Tuesday, January 17, 2012

Alvin and Grace: Nez Perce and settlers in the Wallowa Country

Grace Bartlett left Reed College in 1932 to marry a Wallowa Country rancher. She worked on the ranch, raised children, and apprenticed with Harley Horner, the unofficial county historian at the time. With Horner and on her own, she wrote for the Oregon Historical Quarterly, the Wallowa County Chieftain, the Walla Walla Union Bulletin, and once, on the sockeye salmon, for Sunset Magazine.

When Alvin’s big Nez Perce book came out, Grace quibbled with his descriptions of early people and events in the Wallowas. Alvin told her to “write it,” and she did. In the wonderful and, I am beginning to believe, unique, The Wallowa Country 1867-1877, published in 1976, 11 years after The Nez Perce Indians and the Opening of the Northwest, Grace detailed the 10-year transition of the Wallowa Country from Indian to white occupation.

We learn about the early “open” winter (much like this one) when the whites first brought stock into the valley. They didn’t feed all fall and early winter and the news went to Union County newspapers and then to the Oregonian and the rest of the West that the Wallowas was a “Stockman’s paradise.” It was the first of many misunderstandings.

The settlers soon did learn from the Indians to move cattle to lower canyon ground in winter months. The Indians were not in the upper valleys in winter months—or even spring months. They generally arrived in August and hunted, fished, and gathered foods through the fall. There were meeting places—the forks of the rivers above present day Wallowa, where Old Joseph was originally buried; Indian Town on Chesnimnus Creek, and Wallowa Lake for the sockeye salmon harvest. They kept their own herds of horses and cows in the canyons, and moved there themselves after their summer-fall upper valley sojourns.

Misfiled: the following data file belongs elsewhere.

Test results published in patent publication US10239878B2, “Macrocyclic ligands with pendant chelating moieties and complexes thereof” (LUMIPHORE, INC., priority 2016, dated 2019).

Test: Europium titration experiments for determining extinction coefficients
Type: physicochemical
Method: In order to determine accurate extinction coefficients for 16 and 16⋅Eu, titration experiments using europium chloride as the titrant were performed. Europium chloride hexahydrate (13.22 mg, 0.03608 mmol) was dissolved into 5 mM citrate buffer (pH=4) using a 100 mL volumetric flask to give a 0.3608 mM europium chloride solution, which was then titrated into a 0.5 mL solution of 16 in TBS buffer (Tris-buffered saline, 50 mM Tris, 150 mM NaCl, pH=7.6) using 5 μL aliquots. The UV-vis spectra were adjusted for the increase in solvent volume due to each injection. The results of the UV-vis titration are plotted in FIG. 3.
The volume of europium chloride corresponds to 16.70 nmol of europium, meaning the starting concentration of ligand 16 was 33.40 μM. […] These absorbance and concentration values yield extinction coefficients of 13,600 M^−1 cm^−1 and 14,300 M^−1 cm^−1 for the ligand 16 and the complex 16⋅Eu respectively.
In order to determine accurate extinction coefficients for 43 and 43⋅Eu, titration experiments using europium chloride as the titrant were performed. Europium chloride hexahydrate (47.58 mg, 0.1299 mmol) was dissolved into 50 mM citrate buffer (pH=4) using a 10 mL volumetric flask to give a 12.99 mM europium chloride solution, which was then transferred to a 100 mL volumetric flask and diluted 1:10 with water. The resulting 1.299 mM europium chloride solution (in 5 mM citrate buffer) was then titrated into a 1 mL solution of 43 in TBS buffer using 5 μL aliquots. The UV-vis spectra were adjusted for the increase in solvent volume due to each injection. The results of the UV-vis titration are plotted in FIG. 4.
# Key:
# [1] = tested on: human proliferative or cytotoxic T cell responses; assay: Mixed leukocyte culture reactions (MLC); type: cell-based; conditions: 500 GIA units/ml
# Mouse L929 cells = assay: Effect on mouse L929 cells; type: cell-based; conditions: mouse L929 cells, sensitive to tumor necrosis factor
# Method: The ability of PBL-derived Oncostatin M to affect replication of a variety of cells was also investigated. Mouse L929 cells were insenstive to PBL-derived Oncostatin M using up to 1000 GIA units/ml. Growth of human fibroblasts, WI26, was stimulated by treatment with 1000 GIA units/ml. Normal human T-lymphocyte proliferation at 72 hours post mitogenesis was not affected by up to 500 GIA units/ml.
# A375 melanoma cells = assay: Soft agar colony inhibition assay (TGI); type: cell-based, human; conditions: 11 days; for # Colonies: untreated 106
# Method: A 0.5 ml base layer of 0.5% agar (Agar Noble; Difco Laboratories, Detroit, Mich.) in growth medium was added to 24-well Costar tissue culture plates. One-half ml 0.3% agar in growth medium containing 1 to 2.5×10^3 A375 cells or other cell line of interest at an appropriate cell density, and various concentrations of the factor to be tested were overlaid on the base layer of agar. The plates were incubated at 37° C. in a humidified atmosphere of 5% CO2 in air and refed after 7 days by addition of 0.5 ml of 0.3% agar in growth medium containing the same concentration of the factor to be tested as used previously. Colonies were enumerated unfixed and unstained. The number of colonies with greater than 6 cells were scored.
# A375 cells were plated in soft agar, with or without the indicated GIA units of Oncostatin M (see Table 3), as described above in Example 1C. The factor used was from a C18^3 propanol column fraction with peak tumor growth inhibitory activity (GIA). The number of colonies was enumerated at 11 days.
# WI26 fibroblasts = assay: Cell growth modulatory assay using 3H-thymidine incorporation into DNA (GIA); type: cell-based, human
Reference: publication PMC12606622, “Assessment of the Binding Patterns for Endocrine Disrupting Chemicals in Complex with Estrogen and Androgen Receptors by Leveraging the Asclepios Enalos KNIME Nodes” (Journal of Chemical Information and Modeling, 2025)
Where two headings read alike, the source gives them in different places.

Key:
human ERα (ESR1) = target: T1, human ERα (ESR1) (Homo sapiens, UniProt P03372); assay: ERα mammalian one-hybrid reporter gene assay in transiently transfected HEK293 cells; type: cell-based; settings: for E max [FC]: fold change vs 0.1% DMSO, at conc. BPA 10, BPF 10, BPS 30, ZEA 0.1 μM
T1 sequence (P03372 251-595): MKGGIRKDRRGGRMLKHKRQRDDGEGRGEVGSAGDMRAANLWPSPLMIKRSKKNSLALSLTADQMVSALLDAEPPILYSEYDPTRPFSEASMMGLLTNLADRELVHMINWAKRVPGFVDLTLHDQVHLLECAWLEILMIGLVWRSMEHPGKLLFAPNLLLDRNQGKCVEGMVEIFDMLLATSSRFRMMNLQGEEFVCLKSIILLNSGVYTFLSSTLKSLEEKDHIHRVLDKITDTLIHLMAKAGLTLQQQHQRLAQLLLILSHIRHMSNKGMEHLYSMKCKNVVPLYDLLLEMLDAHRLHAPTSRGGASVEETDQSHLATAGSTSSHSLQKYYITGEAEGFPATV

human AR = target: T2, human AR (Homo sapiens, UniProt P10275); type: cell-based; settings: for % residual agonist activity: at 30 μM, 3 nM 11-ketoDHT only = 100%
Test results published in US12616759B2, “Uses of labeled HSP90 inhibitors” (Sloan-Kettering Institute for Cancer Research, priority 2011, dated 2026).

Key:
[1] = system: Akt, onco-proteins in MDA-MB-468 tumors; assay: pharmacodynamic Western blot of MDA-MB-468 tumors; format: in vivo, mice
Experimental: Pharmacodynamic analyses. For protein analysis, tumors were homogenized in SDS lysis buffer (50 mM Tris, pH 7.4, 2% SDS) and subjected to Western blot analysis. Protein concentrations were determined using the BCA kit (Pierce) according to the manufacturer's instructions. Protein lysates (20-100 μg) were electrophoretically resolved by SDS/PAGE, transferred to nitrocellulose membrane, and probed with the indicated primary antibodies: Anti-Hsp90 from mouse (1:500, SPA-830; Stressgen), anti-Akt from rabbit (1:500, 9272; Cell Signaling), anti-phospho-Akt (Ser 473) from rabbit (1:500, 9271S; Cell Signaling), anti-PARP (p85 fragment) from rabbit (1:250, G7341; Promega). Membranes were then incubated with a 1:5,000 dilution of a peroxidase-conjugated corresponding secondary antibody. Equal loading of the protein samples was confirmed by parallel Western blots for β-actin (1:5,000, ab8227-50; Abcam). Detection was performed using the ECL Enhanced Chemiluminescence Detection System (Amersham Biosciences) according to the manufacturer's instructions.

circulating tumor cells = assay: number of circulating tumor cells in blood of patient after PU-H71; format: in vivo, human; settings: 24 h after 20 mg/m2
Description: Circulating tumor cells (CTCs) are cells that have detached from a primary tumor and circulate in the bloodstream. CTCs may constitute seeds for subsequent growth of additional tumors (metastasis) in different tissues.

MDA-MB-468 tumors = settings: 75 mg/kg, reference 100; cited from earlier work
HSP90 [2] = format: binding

In general, Indians and settlers got along with each other. There were a few “Indian haters” among the settlers, and, according to Grace, they were known by their neighbors and not much appreciated. There was also a rabble rousing newspaper in Union County. But most of the settlers—even as war loomed with a conflict over horses and a white man killing an Indian, with subsequent “councils” of Indians and whites, movements of soldiers from Walla Walla, and meetings of Indians, generals, and Indian agents in Lapwai—were busy planting and harvesting crops, dealing with their livestock, arranging schooling for children, and going to the Walla Walla Valley to work for cash during the earlier harvest time there.

There were attempts to reconcile the treaty of 1855, which left the Wallowa Country to the Indians, and which the Joseph or Wallowa band Nez Perce had signed, with the 1863 treaty, which took away the Wallowas, and which they and several other bands had not signed. These attempts involved Washington D.C. and the Indian agency in Lapwai.

Without going into details, a division of the valley was envisioned, but Lapwai Indian agent Montieth, Washington authorities and the settlers could not seem to pull it off, because they could not get the “roaming Nez Perce,” as they called them, to agree to settle down. In other words, if Joseph and his people had just agreed to “become white” in their culture and
agriculture, they might not have been expelled from the Wallowa Country.

Alvin said many times that from the beginning of the European adventure in the Americas, we killed Indians with war and disease, but, more importantly, we overwhelmed them with Euro-centered culture. Often, it was the best intentioned who tried to assimilate them, and kill what he called “Indianness.”

Grace Bartlett’s book, written with Alvin’s strong encouragement, gives a blow by blow account of the way that played out in the Wallowa Country.

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